Why Small Business Failures So Often Trigger a Personal Bankruptcy

Personal Bankruptcy for Guaranteed Business DebtsI regularly meet with prospective clients who want to file a bankruptcy for their failing small business who believe that they themselves have little or no debt. Perhaps they own a small dry cleaner, convenience store, or retail store front. Given that I practice bankruptcy in Silicon Valley, many of these small business owners have other jobs as engineers, academics, or other professionals. Commonly, the owners of failing small businesses believed they did everything to shield themselves from the liabilities of their business by forming a corporation or LLC to operate the business and avoid personal liability for potential debts of the business. They never believed that if their business failed, this would necessitate a personal bankruptcy filing.

Unfortunately, these business owners did something early in the process of starting their business that they either took far too lightly or for which they did not appreciate the potentially disastrous consequences—they signed a personal guaranty for a business liability. Most often they signed a personal guaranty on a commercial lease, on a business line of credit, or when applying for a corporate credit card. By signing such a personal guaranty for a corporate or LLC debt, the business owner has forever agreed to be personally liable for that debt, in effect waiving the very personal liability protection that the corporation or LLC was intended to provide.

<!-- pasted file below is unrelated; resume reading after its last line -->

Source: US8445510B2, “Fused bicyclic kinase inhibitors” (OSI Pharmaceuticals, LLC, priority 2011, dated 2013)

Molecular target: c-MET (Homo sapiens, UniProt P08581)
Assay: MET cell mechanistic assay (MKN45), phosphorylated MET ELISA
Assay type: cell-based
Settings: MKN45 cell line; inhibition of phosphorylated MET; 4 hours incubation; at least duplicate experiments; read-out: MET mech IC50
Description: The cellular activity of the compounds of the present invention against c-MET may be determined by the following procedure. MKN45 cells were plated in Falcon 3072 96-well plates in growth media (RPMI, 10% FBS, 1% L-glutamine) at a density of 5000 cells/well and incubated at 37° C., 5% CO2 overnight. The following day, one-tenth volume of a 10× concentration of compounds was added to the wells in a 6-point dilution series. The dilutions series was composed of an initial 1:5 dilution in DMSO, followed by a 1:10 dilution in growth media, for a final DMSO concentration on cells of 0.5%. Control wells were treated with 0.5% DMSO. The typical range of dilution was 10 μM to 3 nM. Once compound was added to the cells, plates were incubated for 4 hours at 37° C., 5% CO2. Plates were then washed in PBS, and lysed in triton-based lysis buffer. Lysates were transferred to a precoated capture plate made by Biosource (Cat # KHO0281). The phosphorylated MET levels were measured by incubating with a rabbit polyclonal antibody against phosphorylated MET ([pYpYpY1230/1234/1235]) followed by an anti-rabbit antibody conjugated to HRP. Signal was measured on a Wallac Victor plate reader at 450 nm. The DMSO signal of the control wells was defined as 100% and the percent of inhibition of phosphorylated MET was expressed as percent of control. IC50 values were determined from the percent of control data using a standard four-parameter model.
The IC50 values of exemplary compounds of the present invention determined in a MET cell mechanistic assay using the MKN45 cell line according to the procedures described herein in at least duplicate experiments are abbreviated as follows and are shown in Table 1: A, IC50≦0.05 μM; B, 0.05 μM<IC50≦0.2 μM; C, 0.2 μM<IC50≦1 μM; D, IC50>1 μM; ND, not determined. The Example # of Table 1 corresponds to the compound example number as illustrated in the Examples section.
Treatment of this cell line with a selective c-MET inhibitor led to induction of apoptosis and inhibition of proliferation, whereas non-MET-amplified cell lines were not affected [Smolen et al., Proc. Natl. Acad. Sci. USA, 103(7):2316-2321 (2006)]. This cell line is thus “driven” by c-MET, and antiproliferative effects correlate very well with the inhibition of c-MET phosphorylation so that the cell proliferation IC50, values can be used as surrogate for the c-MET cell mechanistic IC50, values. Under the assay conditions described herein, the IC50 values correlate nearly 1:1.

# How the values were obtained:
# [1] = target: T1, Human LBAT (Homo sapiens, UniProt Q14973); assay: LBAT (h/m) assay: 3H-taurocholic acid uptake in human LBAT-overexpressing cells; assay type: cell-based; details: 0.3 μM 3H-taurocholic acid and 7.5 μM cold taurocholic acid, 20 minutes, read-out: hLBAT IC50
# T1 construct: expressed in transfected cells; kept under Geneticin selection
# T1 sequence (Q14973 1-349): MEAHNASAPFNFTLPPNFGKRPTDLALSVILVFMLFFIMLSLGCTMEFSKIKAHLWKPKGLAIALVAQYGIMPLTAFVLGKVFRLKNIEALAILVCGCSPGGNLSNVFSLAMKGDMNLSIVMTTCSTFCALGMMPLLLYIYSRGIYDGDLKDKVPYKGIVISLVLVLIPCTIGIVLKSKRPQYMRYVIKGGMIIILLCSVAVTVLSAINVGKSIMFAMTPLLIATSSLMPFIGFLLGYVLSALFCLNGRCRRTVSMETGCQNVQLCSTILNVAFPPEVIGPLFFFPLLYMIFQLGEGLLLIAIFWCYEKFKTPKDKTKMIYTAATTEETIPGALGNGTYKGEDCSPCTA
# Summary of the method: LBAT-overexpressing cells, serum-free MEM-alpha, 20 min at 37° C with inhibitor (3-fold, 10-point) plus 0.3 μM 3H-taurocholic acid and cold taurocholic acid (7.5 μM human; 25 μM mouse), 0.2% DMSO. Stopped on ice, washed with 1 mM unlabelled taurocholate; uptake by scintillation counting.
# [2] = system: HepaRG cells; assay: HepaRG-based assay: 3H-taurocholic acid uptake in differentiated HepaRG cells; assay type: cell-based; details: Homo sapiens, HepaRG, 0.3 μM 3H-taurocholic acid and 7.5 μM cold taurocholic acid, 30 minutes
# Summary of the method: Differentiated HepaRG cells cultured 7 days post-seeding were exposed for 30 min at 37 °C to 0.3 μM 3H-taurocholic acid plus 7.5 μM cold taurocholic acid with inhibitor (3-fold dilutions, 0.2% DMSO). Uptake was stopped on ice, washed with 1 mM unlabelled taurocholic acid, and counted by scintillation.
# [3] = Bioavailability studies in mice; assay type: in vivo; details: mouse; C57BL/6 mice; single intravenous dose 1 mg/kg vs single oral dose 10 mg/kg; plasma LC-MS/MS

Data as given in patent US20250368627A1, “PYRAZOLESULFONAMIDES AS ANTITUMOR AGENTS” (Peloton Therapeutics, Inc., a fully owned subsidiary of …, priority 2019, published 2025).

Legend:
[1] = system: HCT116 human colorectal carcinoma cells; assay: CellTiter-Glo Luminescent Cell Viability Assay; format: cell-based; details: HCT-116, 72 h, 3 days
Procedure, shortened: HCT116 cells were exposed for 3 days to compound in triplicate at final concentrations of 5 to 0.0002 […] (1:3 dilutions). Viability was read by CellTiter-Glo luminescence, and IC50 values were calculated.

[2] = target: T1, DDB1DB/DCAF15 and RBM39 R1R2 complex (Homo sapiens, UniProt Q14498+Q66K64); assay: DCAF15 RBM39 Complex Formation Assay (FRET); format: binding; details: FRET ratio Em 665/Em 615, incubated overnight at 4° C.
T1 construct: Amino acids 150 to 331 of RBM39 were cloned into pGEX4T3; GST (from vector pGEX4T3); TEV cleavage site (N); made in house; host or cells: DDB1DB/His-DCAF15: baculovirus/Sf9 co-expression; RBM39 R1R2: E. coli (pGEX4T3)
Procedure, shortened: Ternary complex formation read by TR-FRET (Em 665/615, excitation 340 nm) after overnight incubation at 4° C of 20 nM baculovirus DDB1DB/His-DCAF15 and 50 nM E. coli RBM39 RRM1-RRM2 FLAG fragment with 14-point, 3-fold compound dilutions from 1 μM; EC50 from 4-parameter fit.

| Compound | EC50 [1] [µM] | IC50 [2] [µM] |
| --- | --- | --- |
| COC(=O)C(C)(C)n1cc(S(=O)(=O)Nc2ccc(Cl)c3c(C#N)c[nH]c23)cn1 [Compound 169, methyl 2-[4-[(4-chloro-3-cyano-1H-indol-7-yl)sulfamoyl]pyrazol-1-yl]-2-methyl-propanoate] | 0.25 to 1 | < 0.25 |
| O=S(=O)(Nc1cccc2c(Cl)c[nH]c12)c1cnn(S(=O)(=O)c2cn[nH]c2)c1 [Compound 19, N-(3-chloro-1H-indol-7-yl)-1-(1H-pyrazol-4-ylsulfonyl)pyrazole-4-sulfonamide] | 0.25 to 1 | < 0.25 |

Personal guarantees on commercial leases can give rise to personal liability even after the owner has sold her business. Generally, whenever a business owner assigns a commercial lease as part of the sale of the business, he remains contractually bound as the original lessee, and as guarantor of the new owner’s obligations under the lease assignment. If the new owner breaks the lease, and say, files bankruptcy, the former owner can be sued by the commercial landlord for all rents due for the remainder of the lease term. Depending on the terms of the lease such liability can reach hundreds of thousands of dollars. Frequently, the former business owner retired after selling the business, never dreaming that he would remain liable for the rent if the buyer ran the business into the ground. Faced with such a debt, many such former business owners have little choice but to file personal bankruptcy.

Personal guarantees of business debts lead to personal bankruptcy with tragic frequency. In many cases the small business owner may avoid a subsequent bankruptcy by carefully avoiding guaranty clauses in leases and financing contracts. Although some commercial landlords may refuse to lease to a small corporation or LLC without a personal guaranty, this is a negotiable term, and it is possible to drive a harder bargain with the landlord and be prepared to walk away from a lease requiring one. Small business owners should understand that a personal guaranty is merely a shifting of risk between the lessor and lessee, and as such it should never be viewed as a fait accompli when entering into negotiations. Avoiding a personal guaranty today can help avoid a personal bankruptcy later if the business venture fails.

If you have small business debts resulting from a personal guaranty, you should contact one of our San Jose bankruptcy lawyers for a free consultation. If the majority of your debts are non-consumer debts, it may be easier for you to qualify for Chapter 7 bankruptcy, because you will not have to pass the Means Test.

This entry was posted in Bankruptcy in General, Personal Liability for Business Debts and tagged , , , . Bookmark the permalink. Both comments and trackbacks are currently closed.